Read this article. Then answer questions
this excerpt is based on a true story about a boy named William Kamkwamba who lives in Malawi, Africa. is region had suﬀered a long, terrible drought that caused crop failure and famine.
Excerpt from Winds of Hope
by Katy Duﬃeld
- William hoped that life could now return to normal. He’d worked hard to pass the exams to enter high school. When the term began, however, William’s father explained that, because of the drought, there was no money to pay his school fees. It appeared
that William’s education would end at eighth grade.
- Though he could not attend school, William still wanted to learn. He was curious
about many things. He took apart radios, trying to discover how they made music. One day, turning a bicycle upside down and cranking the pedals by hand, he ﬁgured out that the dynamo that generated electricity for the headlight could be wired to power a radio instead. He asked how gasoline made cars run and how CDs stored songs. No one
knew, or even cared much about his questions.
- Some days, William visited the village library. It had only three shelves, but William found books that interested him—science books about how things worked. William would check out Explaining Physics or Integrated Science, plop under a mango tree,
and pore over the drawings and diagrams inside. Since his English was not very good,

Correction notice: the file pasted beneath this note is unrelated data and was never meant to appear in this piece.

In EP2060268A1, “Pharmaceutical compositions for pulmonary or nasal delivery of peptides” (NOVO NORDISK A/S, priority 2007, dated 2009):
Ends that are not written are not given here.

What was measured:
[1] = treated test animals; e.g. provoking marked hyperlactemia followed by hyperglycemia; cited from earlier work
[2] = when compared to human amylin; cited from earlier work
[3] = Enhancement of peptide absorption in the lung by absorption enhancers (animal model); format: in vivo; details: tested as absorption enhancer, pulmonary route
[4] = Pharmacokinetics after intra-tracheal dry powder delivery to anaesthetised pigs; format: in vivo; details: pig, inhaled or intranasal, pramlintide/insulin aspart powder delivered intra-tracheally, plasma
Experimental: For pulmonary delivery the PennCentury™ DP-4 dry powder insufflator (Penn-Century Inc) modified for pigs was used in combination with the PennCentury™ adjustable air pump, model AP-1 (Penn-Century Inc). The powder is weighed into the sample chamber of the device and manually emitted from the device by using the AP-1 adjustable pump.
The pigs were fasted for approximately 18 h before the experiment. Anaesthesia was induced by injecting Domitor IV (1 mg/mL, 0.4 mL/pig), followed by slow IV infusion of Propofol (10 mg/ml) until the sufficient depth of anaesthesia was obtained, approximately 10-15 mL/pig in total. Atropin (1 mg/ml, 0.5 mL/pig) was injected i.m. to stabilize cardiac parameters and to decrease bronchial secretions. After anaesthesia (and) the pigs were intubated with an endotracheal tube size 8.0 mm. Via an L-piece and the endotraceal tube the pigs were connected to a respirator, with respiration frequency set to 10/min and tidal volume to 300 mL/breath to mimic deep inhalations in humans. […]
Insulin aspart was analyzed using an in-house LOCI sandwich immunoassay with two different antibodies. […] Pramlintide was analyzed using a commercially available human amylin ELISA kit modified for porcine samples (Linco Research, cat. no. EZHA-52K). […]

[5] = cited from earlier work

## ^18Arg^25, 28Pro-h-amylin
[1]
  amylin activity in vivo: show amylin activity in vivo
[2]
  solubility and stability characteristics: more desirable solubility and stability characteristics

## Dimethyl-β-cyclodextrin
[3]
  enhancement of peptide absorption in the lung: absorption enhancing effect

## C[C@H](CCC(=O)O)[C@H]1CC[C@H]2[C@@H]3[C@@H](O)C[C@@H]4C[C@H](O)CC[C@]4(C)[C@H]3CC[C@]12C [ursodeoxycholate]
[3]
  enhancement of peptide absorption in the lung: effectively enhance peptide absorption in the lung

he often looked up words in the dictionary or asked the librarian. He wondered if something in these books might be useful to his family.
- One day, while looking for a dictionary on the bottom shelf, he found a book he
hadn’t seen before pushed behind the others. It was an American school textbook
called Using Energy. On the book’s cover was a picture of a row of windmills, tall steel towers with blades spinning like giant fans. ey reminded William of the toy
pinwheels he’d made with his friends.
- From this book William learned that wind—something of which Malawi had
plenty—could produce electricity. William was delighted! Only two percent of the
houses in Malawi have electricity. Aer the sun sets, everyone stops what they’re doing, brushes their teeth, and goes to sleep—at seven in the evening! If William could build a windmill, his family could have lights in their home. And a windmill could be used to pump water to irrigate the family’s maize ﬁelds. If another drought came, the windmill could provide the water for life.
- William could picture in his mind the windmill he wanted to build, but collecting the parts and tools he needed would take months. In a junkyard across from the high school, William dug through piles of twisted metal, rusted cars, and worn-out tractors, searching for anything that might help him construct his machine. He took a ring of ball bearings from an old peanut grinder and the cooling fan from a tractor engine. Cracking open a shock absorber, he removed the steel piston inside. He made four-foot-long blades from plastic pipe, which he melted over a ﬁre, ﬂattened out, and stiﬀened with bamboo poles.